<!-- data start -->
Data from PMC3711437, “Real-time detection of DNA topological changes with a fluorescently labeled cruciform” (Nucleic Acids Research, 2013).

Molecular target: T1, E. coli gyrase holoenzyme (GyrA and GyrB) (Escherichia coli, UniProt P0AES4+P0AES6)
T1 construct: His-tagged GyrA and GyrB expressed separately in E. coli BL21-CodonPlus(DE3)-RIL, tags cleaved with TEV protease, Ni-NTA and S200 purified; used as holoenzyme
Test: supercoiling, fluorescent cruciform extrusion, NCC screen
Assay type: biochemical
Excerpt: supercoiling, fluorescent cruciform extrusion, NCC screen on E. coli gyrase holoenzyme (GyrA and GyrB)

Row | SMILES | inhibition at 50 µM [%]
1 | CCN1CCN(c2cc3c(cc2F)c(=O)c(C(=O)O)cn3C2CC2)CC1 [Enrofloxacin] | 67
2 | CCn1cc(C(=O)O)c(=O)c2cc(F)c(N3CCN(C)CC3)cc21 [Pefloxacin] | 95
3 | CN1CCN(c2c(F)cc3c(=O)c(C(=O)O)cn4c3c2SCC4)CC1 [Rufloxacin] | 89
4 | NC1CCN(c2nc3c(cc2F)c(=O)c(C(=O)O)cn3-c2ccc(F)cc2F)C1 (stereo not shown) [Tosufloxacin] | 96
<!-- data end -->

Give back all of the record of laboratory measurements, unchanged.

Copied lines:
Data from PMC3711437, “Real-time detection of DNA topological changes with a fluorescently labeled cruciform” (Nucleic Acids Research, 2013).

Molecular target: T1, E. coli gyrase holoenzyme (GyrA and GyrB) (Escherichia coli, UniProt P0AES4+P0AES6)
T1 construct: His-tagged GyrA and GyrB expressed separately in E. coli BL21-CodonPlus(DE3)-RIL, tags cleaved with TEV protease, Ni-NTA and S200 purified; used as holoenzyme
Test: supercoiling, fluorescent cruciform extrusion, NCC screen
Assay type: biochemical
Excerpt: supercoiling, fluorescent cruciform extrusion, NCC screen on E. coli gyrase holoenzyme (GyrA and GyrB)

Row | SMILES | inhibition at 50 µM [%]
1 | CCN1CCN(c2cc3c(cc2F)c(=O)c(C(=O)O)cn3C2CC2)CC1 [Enrofloxacin] | 67
2 | CCn1cc(C(=O)O)c(=O)c2cc(F)c(N3CCN(C)CC3)cc21 [Pefloxacin] | 95
3 | CN1CCN(c2c(F)cc3c(=O)c(C(=O)O)cn4c3c2SCC4)CC1 [Rufloxacin] | 89
4 | NC1CCN(c2nc3c(cc2F)c(=O)c(C(=O)O)cn3-c2ccc(F)cc2F)C1 (stereo not shown) [Tosufloxacin] | 96